Social game companies like Zynga and Playfish have been using player data and feedback to determine which direction their games progress for some time now, and it looks like EA has caught onto how well that works.
As reported by GamesBeat, the mega developer/publisher has been collecting data from their sports games since 2004, and is finally ready to make some sweeping changes to the next installment in the Madden NFL franchise based on that data.
Due to the fact that more than ¾ of Madden 10 owners are playing the game online, EA has learned that features like the Hit Stick, which allows you to attempt to knock the ball out of a player’s hand, only works around 46 percent of the time. Other features have lower percentages of completion, meaning that they’re too hard and should be addressed.
Perhaps the most telling statistics are those that come from the simple amount of gameplay allowed within a single game. The average game lasts 63 minutes, but of that time, actual action only constitutes 17 minutes of the total. The rest of the time is spent in menus and picking out plays (interestingly, the average user relies on around 13 plays, while the game offers a whopping 330 options).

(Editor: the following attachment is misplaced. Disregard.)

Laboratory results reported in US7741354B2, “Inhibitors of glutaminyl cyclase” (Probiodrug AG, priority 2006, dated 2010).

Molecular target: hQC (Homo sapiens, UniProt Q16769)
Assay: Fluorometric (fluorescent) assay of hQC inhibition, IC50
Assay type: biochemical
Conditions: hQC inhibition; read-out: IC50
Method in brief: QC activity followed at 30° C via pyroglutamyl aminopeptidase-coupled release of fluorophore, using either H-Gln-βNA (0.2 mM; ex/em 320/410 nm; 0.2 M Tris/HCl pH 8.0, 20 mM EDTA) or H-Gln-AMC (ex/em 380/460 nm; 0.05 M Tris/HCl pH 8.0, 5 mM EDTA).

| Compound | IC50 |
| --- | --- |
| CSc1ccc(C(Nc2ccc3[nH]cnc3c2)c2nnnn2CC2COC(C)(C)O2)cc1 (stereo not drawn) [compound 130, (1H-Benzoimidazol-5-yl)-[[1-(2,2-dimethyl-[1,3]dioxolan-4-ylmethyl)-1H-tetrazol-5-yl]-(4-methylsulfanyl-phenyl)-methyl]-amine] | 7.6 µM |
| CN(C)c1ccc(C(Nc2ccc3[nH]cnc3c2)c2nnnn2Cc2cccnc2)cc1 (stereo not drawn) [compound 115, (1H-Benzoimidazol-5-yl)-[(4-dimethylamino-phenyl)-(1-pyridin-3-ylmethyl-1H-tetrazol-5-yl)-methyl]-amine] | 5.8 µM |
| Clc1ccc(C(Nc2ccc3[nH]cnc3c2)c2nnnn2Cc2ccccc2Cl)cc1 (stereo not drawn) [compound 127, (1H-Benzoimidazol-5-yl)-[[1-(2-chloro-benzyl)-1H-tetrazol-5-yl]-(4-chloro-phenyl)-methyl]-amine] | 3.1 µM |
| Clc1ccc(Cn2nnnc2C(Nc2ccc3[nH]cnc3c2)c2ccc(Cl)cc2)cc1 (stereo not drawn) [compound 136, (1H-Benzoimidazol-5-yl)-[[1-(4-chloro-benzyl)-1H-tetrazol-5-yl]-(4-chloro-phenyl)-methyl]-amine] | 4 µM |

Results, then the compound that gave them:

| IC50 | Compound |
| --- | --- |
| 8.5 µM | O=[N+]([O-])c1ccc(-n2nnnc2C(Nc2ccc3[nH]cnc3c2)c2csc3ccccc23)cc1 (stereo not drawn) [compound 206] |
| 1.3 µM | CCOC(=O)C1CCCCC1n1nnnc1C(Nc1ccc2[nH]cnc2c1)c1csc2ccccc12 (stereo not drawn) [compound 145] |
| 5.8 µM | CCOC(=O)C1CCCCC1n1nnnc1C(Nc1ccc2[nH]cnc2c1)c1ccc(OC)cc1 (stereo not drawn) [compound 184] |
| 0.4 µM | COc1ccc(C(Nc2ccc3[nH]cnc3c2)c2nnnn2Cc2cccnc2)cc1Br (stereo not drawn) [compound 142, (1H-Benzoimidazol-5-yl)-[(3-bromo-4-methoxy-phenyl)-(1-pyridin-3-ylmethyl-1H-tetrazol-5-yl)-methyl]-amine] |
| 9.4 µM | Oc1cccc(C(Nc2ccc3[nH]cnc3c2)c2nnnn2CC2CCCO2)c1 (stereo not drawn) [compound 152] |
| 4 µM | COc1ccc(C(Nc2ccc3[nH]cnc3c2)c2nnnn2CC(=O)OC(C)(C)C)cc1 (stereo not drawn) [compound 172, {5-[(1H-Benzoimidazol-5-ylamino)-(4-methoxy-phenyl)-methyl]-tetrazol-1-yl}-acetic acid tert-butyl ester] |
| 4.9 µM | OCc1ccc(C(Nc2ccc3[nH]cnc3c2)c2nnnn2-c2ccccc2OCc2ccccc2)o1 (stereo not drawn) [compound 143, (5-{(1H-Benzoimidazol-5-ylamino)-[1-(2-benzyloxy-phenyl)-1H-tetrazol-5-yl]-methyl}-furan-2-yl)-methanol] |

What does all of this mean? Basically, the game has become too complex, says EA’s Jeremy Strauser. Consequently, the theme for the next Madden installment is, as Strauser puts it, “simpler, quicker, and deeper.”
While there’s no telling how hardcore Madden devotees will react to a simplier title, this will open the door to the world of casual gamers who don’t have the patience or desire to sift through the game’s many levels just to find the core gameplay hidden underneath.